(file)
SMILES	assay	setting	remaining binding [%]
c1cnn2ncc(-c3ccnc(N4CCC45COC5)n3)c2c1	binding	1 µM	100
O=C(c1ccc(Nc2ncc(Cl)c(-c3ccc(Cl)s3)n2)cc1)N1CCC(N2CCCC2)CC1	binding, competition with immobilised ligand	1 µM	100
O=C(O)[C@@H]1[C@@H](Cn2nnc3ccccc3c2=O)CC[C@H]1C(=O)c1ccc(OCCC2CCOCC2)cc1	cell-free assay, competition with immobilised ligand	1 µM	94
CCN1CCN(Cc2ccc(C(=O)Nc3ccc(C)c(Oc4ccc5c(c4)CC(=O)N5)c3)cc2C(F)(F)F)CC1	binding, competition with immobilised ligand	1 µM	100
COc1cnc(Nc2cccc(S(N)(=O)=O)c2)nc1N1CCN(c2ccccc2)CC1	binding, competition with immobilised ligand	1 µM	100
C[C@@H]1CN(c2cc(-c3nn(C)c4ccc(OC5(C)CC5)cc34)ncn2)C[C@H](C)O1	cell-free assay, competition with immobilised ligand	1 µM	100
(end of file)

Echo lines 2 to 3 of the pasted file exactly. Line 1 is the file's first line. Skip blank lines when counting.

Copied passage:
c1cnn2ncc(-c3ccnc(N4CCC45COC5)n3)c2c1	binding	1 µM	100
O=C(c1ccc(Nc2ncc(Cl)c(-c3ccc(Cl)s3)n2)cc1)N1CCC(N2CCCC2)CC1	binding, competition with immobilised ligand	1 µM	100